Connecting Pandas to a Database with SQLAlchemy

Connecting Pandas to a Database with SQLAlchemy

Easily drop data into Pandas from a SQL database, or upload your DataFrames to a SQL table.

    Databases. You love them, you need them, but let's face it... you've already mastered working with them. There's only so much fun to be had in the business of opening database connections, pulling rows, and putting them back where they came from. Wouldn't it be great if we could skip the boring stuff and work with data?

    Pandas and SQLAlchemy are a mach made in Python heaven. They're individually amongst Python's most frequently used libraries. Together they're greater than the sum of their parts, thanks to Pandas' built-in SQLAlchemy integration.

    Create a SQLAlchemy Connection

    As you might imagine, the first two libraries we need to install are Pandas and SQLAlchemy. We need to install a database connector as our third and final library, but the library you need depends on the type of database you'll be connecting to. If you're connecting to MySQL I recommend installing PyMySQL ( pip install pymysql ). If you're connecting to Postgres, go with Psycopg2 ( pip install psycopg2 ). The only time we'll ever use this is when we establish a database connection.

    SQLAlchemy URIs

    A URI (or connection string), is simply a string containing the information needed to connect to something like a database. Here's an example:

    postgres+psycop2://myuser:[email protected]:5432/mydatabase

    The first part of our string is postgres+psycop2, which is a combination of our target database type and our connector. If you're connecting to MySQL, replace this with mysql+pymysql. The rest of the URI should be explanatory.

    SQLAlchemy Engines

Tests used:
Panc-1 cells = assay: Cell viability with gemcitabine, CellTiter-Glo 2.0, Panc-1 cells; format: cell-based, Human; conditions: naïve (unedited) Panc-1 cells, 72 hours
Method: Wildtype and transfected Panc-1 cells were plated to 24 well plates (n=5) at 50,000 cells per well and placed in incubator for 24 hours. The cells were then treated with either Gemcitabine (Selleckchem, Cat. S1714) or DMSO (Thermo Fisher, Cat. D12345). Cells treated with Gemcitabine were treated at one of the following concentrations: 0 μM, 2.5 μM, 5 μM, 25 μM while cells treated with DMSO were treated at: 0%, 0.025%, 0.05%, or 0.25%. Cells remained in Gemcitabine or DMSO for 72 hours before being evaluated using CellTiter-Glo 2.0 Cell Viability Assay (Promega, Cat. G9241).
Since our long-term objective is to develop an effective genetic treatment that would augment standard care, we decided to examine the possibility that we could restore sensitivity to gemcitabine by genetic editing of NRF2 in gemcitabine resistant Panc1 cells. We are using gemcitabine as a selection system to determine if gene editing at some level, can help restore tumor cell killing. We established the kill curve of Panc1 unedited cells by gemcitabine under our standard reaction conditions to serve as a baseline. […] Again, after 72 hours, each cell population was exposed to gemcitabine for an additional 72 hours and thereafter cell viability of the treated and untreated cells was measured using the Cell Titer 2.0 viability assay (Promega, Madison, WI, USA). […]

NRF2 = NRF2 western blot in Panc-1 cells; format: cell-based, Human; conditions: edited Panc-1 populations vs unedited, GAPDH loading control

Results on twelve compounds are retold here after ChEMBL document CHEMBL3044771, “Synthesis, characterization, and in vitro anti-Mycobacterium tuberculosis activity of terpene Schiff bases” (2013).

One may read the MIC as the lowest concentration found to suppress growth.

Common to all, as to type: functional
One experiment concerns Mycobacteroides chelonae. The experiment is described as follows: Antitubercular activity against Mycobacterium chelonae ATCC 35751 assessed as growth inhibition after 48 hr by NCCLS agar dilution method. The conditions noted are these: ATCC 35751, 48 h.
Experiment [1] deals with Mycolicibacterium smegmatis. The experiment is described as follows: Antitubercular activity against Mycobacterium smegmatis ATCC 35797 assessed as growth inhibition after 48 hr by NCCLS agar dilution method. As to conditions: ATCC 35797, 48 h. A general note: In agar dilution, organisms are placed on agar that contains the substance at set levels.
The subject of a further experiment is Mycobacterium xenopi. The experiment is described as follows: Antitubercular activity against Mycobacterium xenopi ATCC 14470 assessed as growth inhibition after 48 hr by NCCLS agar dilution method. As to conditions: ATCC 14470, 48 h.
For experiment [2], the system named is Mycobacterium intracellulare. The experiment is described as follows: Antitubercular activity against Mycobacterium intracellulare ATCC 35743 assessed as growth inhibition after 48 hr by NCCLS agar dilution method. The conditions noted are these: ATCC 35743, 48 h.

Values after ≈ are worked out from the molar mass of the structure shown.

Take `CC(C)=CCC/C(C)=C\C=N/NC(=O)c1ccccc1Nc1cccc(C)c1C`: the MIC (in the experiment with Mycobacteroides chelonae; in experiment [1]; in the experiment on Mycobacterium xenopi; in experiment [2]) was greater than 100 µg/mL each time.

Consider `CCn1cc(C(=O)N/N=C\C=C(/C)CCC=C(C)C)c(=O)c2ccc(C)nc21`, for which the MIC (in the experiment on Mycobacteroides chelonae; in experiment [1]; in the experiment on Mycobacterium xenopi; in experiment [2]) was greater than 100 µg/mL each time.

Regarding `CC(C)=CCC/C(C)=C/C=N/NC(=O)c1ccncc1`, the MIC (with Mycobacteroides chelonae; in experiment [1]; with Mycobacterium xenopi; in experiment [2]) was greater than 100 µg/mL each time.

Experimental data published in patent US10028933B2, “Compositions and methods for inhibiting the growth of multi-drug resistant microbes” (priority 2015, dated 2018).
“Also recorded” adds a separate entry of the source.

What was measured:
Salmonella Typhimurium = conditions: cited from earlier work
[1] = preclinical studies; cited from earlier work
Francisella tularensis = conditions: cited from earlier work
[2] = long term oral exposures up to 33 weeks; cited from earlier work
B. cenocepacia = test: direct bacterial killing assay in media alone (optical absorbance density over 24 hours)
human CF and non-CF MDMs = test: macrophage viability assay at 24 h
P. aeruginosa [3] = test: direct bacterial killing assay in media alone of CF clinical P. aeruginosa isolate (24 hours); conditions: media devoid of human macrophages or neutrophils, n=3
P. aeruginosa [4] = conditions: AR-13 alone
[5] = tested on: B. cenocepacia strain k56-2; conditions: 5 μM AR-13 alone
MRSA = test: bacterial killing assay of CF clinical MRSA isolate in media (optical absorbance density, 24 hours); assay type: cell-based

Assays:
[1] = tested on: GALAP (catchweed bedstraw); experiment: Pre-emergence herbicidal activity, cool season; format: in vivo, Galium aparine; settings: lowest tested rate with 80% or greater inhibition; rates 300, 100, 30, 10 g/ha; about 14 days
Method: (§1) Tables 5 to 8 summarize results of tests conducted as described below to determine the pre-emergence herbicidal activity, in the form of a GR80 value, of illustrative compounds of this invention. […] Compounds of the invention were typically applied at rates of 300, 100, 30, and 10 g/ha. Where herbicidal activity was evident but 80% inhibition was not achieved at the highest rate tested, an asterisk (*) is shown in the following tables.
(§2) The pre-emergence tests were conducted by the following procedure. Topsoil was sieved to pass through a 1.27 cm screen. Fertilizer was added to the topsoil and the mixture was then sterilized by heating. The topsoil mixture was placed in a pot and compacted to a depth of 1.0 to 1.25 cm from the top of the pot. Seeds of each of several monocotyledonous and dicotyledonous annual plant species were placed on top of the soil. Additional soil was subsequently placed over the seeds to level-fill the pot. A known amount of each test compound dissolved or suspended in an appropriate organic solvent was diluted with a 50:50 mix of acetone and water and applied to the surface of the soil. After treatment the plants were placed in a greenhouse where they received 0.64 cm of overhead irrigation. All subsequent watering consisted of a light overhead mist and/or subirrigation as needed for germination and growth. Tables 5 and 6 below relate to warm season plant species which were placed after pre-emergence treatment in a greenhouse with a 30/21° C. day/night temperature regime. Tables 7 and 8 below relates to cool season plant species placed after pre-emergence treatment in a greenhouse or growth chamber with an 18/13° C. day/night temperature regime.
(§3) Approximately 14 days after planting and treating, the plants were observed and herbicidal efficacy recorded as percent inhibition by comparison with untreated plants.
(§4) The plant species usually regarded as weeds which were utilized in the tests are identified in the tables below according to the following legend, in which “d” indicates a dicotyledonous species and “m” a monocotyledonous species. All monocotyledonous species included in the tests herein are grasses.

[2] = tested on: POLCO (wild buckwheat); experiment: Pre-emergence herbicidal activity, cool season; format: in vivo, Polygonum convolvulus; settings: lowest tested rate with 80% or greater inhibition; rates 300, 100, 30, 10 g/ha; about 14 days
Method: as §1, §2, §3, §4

An "engine" is an object used to connect to databases using the information in our URI. Once we create an engine, downloading and uploading data is as simple as passing this object to Pandas:

    db_URI = environ.get('SQLALCHEMY_DATABASE_URI')
    engine = create_engine(db_URI)

    Besides accepting a URI, create_engine() can accept a few optional kwargs as well. If you'd like to see the output of all database transactions taking place, pass echo=True. If your database requires SSL, pass connect_args={'sslmode': 'require'}.

    Believe it or not, we're already done dealing with databases! From here forward we're able to pull or upload data into Pandas via easy one-liners.

    Create a SQL Table From a DataFrame

    For our first trick, let's upload data from a CSV to our SQL database. I'm going to pull a CSV containing NYC job data and clean the column names up a bit to be database-friendly:

    import pandas as pd
    
    
    jobs_DF = pd.read_csv('data/nyc-jobs.csv')
    new_columns = [column.replace(' ', '_').lower() for column in jobs_DF]
    jobs_DF.columns = new_columns

    We now have a DataFrame ready to be saved as a table! We'll accomplish this with a single method called to_sql which we can call on any DataFrame:

    from sqlalchemy.types import Integer, Text, String, DateTime
    
    ...
    
    jobs_DF.to_sql("nyc_jobs",
                   engine,
                   if_exists='replace',
                   schema='public',
                   index=False,
                   chunksize=500,
                   dtype={"job_id": Integer,
                          "agency": Text,
                          "business_title": Text,
                          "job_category":  Text,
                          "salary_range_from": Integer,
                          "salary_range_to": Integer,
                          "salary_frequency": String(50),
                          "work_location": Text,
                          "division/work_unit": Text,
                          "job_description": Text,
                          "posting_date": DateTime,
                          "posting_updated": DateTime})

    There's quite a bit happening here! to_sql() attempts to create a table with the name nyc_jobs in the database associated with engine. These two positional arguments are technically the only required parameters we need to pass, but it's a very good idea to take advantage of Pandas' ability to be more specific in table creation: